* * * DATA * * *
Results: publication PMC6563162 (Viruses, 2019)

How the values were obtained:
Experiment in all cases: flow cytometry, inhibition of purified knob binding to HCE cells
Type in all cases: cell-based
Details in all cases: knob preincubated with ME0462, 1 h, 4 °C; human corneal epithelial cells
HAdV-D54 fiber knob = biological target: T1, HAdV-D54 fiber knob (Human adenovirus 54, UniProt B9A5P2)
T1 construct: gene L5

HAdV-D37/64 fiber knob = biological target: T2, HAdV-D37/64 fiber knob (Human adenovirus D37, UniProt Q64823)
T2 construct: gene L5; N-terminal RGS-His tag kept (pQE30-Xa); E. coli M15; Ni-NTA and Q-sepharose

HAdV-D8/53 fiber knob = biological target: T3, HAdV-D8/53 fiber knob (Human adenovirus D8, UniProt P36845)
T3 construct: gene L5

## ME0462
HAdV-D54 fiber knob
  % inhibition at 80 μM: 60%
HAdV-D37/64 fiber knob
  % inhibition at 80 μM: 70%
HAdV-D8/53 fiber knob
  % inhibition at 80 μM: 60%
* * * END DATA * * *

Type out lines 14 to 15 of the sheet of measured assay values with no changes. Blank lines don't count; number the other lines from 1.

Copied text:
  % inhibition at 80 μM: 60%
HAdV-D37/64 fiber knob